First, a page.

A unified view of the customer journey also tells us which parts of the omnichannel strategy are strongest and weakest, so a brand can look at and fix the corresponding metrics. It also helps brands take more customer centric decisions.
Omnichannel marketing leads to more marketing effectiveness
Any popular and successful brand has a killer marketing strategy, and it’s the same when it comes to online retail and eCommerce. Omnichannel approach has been praised for paving the way for immersive and effective marketing.
Here’s why Omnichannel marketing paves the way for more effective marketing –
- Customers today demand a more personalized shopping experience, making marketing offers based on customers’ shopping behavior pretty important. Omnichannel approach allows us to target our marketing in the very manner.
- Omnichannel marketing also means better measurement of capital investment and ROI. Since omnichannel approach is based on channels controlled by us, a marketer would have higher control on what channels to target and what to expect out of their campaigns.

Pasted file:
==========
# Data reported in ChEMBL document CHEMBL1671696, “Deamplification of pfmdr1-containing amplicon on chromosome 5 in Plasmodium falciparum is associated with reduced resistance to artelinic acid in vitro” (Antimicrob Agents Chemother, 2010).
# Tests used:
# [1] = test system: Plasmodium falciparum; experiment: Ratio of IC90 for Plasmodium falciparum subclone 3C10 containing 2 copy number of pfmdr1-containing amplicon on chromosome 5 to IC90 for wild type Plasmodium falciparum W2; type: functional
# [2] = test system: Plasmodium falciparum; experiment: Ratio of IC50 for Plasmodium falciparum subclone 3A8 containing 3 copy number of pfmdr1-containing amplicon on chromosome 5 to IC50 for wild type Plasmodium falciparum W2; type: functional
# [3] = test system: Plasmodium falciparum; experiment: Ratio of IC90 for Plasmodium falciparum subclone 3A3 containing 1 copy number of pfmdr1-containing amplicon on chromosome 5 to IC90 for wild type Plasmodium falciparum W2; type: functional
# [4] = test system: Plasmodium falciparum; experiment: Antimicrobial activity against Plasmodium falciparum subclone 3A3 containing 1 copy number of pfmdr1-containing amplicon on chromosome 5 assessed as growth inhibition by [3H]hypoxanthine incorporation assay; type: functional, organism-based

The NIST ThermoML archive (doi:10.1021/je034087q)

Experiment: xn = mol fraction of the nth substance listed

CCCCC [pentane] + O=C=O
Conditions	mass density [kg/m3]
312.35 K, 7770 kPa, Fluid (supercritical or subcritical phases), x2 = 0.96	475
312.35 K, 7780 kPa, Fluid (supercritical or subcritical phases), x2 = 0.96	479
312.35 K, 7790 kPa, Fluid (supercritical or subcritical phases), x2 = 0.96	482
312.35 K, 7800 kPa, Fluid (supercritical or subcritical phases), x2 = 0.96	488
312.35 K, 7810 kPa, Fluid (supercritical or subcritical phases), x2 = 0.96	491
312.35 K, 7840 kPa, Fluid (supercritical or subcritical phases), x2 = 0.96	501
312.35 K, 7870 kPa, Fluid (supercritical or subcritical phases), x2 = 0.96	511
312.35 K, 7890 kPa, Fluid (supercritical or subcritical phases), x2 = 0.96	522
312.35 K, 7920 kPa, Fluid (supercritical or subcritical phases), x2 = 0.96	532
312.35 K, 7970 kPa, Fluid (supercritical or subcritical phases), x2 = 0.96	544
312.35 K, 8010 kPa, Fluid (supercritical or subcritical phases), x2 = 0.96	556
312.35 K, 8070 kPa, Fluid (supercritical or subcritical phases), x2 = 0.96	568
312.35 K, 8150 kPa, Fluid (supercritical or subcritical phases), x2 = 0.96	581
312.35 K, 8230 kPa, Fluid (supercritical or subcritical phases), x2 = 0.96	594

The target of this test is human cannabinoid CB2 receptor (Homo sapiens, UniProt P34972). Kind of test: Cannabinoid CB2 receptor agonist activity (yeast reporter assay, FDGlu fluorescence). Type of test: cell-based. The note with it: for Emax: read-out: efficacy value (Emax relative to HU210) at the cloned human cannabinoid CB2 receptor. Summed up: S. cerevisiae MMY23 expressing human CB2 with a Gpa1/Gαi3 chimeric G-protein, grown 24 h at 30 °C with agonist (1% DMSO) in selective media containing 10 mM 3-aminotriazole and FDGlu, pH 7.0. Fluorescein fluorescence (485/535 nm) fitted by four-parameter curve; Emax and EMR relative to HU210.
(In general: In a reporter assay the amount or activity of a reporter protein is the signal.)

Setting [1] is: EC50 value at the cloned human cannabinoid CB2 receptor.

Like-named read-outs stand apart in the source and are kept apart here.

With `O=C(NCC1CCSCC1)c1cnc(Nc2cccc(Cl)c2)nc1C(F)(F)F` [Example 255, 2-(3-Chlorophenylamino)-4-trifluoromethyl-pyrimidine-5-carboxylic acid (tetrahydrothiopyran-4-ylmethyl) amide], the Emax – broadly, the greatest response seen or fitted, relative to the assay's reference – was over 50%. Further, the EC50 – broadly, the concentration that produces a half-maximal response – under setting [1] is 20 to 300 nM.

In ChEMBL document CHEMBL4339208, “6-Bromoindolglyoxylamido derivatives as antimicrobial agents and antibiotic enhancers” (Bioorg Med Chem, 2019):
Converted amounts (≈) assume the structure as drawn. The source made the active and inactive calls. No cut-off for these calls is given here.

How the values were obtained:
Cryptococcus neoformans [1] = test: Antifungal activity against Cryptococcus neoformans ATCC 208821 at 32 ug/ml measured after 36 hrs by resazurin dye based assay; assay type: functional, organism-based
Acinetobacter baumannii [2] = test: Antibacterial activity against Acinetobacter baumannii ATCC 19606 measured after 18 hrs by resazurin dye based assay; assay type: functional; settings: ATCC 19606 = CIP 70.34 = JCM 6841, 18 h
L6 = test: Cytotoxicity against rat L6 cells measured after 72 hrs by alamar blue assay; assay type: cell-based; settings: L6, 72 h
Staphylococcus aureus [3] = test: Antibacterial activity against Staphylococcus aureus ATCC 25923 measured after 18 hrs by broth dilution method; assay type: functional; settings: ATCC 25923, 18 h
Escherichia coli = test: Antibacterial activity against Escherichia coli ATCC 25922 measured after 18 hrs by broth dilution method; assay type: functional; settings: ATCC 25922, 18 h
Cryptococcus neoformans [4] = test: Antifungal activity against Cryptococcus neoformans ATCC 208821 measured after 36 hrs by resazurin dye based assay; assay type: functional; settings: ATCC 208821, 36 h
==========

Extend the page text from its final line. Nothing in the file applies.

- Based on omnichannel monitoring of users, you will precisely know how every individual user is interacting with your brand, and therefore you’d be able to provide users with targeted and personalized marketing collateral, hence promoting better chances of conversion. In simple words, omnichannel marketing would boost your conversion rates.
Keeps your brand young, approachable and creative
Whether you are a brick and mortar giant that has been around foreer and also has an online presence, or an online-first startup which had offline retail offerings – using an omnichannel strategy is the best way to show customers that your brand is approachable to the young and the old. To the customers who have been loyal for decades as well as those who just started engaging. Millennial audiences love to be engaged creatively, and an omnichannel strategy lets you personalize your communication to different segments and send every customer the right message.